Variety

Board, game for diversity?

Saundarya Rajesh | Updated on April 18, 2013 Published on April 18, 2013

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Some weeks ago, at a conference where I was speaking on gender diversity, I put up a slide. It showed a simple and popular board game. One that relies not on the capacity to think or strategise, but on sheer happenstance.

Even before I could make any association with the Indian woman’s career trajectory, a loud rumble of agreement ran around the room. A smattering of applause, some sighs, a hundred heads nodding... The gathering of men and women (over 80 per cent were chief executive officers of multinational companies) visibly concurred that the Indian woman professional’s (IWP) career graph was a lot like… yes, you guessed it… a game of Snakes and Ladders.

If you happen to be an IWP, check if this applies to you:

Study well, get within the top 10-20 per cent of your class, land that coveted job? Check.

Get married, have children, manage to stay afloat in the swirling waters of the workforce? Check.

If you have remained in the workforce, as one of the 98 lakh educated, employable women in India, then congratulations! It has been ladders, ladders all the way for you.

But if you have, citing work-life imbalance, taken a break and joined the ranks of over 1.5 million IWPs who have quit the workplace and are trying to pick up the pieces of their once-flourishing career, then how many snakes have you been bitten by?

Don’t get me wrong — I am your archetypal 1990s’ Indian woman, all for the harmonies of wedlock, experiencing motherhood and being the happy family girl… but hey! What about all that effort that went into making you more than just the procreator? What about the UN slogan of ‘Equal Rights, Equal Opportunities — Progress for All’?

The 102nd anniversary of International Women’s Day just went by on March 8. The horrifying Delhi rape incident has shocked us and revealed the long road ahead to a better score on the human development index. Yes, there has been progress compared to, say, five decades ago. More girls are completing high school. More than 42 per cent of all college graduates in India today are women. The IWP participation in the workforce over the past three decades has seen an uptick by over 13 percentage points. That’s good news.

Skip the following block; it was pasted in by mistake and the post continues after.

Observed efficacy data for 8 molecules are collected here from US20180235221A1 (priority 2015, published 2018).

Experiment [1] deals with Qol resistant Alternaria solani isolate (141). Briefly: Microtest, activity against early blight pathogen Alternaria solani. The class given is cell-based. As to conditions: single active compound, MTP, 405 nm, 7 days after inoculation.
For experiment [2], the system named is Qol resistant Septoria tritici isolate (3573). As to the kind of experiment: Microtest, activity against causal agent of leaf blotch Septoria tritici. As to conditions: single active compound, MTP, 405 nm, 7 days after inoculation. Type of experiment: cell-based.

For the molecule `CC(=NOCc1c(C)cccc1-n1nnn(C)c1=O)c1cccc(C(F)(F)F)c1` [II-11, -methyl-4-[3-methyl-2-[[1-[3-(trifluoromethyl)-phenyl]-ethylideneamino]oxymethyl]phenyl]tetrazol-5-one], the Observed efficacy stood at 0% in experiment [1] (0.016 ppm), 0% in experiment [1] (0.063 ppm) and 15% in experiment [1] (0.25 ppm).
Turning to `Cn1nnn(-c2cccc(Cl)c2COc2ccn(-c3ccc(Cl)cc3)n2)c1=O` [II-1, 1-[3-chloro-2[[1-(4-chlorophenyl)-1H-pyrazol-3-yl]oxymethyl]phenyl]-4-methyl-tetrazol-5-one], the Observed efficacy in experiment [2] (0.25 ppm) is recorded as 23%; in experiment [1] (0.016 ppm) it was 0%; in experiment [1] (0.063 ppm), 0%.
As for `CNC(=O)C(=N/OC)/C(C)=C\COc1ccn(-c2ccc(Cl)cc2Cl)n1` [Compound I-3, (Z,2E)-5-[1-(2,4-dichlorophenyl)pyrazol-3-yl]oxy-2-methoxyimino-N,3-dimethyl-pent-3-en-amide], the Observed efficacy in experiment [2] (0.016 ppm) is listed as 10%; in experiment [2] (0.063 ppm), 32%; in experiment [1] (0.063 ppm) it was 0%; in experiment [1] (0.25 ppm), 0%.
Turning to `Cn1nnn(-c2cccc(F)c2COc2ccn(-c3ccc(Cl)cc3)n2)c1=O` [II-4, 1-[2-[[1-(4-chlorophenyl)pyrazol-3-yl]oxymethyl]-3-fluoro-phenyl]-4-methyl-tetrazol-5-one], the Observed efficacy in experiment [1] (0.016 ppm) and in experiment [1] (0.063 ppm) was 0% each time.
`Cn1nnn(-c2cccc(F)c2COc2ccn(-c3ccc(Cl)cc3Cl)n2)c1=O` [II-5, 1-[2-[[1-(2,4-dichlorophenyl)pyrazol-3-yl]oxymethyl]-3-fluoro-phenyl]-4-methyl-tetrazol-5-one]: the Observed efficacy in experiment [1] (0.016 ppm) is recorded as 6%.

But when we look at countries such as China at 71.1 per cent, Singapore at 63.41 per cent and South Africa at 47 per cent on the women’s workforce participation index, India’s 28 per cent seems pathetically low. What makes the difference? What are those ladders that have helped women in those countries stay the course of their career paths?

The answer lies in the ‘career strength indicators’ of woman professionals. Research by FLEXI Careers India in September 2011 showed that the four key career strength indicators of IWPs are

Level of work-life stability;

Level of engagement with the organisation;

Potential for growth in career; and

Potential for longevity in career.

Each indicator adds to a different dimension of the woman’s pursuit of a vocation and is impacted by one or several career enablers. These enablers are a combination of organisation-led and self-led factors which ensure that the woman professional stays productive and engaged at her workplace, and contributes to the country’s economic development.

Career enablers for the woman professional include skill-building programmes, a robust anti-sexual harassment policy, the presence of an inspiring peer group, mentors, a reliable day-care centre and liberal doses of flexibility. Equally critical is the presence of supportive family members, as also a clear social understanding of the need for a woman to have an identity away from the home.

Take the case of Vijayalakshmi (name changed) — a gold medallist in Chartered Accountancy, with four years of fast-track performance at an MNC. Marriage and a kid later, this brilliant manager who received the Chairman’s Award for best performance had to quit the workplace in the absence of two enablers — flexible working and day-care centre. Vijayalakshmi is today a full-time homemaker, definitely missing the excitement of her work environment, but very clear that the workplace can have her back only if it offers the enablers she seeks.

Of course, no one is questioning the choice made by some Indian women to leave the workforce of their own accord. But if she leaves the workplace willy-nilly due to the absence of enablers then we have only ourselves to blame for a poor return on the investment made in the Indian girl child.

Let us work to make the career arena of the woman professional not a frustrating game of snakes and ladders, but an inspiring chessboard!

The writer is Founder-President, AVTAR Career Creators and FLEXI Careers India

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Published on April 18, 2013
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